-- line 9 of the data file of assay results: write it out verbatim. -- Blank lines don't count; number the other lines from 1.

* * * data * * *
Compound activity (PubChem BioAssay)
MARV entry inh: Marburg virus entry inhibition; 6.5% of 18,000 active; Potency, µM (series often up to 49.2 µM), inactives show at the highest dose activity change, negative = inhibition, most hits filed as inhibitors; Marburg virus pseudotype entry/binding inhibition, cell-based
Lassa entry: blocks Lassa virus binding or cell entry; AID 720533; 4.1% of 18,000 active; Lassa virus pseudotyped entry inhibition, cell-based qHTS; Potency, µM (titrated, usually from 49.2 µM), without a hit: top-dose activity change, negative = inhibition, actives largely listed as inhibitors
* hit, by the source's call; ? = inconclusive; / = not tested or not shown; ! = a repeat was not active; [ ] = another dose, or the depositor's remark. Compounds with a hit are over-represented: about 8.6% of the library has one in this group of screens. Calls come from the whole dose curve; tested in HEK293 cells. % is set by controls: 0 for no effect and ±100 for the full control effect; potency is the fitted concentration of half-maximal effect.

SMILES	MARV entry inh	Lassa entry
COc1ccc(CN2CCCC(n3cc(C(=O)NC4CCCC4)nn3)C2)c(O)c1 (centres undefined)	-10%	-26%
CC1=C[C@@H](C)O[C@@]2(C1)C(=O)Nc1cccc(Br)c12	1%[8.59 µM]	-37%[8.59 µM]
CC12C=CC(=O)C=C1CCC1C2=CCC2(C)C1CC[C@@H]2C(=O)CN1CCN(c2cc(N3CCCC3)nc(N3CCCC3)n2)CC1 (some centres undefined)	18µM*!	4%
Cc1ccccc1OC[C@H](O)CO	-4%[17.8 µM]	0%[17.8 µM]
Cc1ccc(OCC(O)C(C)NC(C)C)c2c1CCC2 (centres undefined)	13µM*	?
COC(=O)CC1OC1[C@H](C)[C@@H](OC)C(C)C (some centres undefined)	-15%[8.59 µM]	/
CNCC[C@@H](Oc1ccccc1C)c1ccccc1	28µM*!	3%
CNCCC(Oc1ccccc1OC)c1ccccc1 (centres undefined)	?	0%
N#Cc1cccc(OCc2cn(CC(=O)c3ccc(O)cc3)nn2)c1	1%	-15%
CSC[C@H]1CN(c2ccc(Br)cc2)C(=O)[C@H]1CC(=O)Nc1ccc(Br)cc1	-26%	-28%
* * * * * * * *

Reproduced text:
Cc1ccccc1OC[C@H](O)CO	-4%[17.8 µM]	0%[17.8 µM]